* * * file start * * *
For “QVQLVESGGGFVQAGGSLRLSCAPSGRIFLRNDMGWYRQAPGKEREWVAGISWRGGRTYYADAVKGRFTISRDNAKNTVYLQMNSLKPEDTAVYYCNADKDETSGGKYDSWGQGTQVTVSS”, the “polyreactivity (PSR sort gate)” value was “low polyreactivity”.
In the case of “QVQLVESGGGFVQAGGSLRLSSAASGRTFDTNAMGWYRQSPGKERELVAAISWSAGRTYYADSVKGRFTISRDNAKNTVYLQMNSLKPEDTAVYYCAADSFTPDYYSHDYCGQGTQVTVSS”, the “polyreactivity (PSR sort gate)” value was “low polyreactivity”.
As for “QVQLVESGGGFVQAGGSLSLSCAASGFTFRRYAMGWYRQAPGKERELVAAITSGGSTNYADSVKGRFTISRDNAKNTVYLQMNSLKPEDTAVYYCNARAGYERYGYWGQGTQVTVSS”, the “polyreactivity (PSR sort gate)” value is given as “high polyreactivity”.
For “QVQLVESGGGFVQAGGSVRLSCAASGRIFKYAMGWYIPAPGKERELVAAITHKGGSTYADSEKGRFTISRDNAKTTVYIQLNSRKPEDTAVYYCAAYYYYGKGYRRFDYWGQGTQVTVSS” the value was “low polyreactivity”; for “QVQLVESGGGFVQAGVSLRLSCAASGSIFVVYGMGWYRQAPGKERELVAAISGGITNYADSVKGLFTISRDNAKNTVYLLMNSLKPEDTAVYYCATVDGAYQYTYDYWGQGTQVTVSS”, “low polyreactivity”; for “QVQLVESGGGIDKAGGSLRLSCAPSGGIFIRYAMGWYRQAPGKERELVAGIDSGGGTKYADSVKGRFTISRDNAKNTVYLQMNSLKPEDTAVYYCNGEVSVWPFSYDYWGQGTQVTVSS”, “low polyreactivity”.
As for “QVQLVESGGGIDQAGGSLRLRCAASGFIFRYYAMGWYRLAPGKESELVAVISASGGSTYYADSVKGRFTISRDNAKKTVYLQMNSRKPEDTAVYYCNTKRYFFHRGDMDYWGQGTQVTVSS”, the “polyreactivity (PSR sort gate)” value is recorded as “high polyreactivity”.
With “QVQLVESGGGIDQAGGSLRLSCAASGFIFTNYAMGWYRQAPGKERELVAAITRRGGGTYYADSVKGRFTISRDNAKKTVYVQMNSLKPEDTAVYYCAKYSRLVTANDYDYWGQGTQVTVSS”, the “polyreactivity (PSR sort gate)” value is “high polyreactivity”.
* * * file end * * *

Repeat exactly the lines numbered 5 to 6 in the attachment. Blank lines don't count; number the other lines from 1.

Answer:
As for “QVQLVESGGGIDQAGGSLRLRCAASGFIFRYYAMGWYRLAPGKESELVAVISASGGSTYYADSVKGRFTISRDNAKKTVYLQMNSRKPEDTAVYYCNTKRYFFHRGDMDYWGQGTQVTVSS”, the “polyreactivity (PSR sort gate)” value is recorded as “high polyreactivity”.
With “QVQLVESGGGIDQAGGSLRLSCAASGFIFTNYAMGWYRQAPGKERELVAAITRRGGGTYYADSVKGRFTISRDNAKKTVYVQMNSLKPEDTAVYYCAKYSRLVTANDYDYWGQGTQVTVSS”, the “polyreactivity (PSR sort gate)” value is “high polyreactivity”.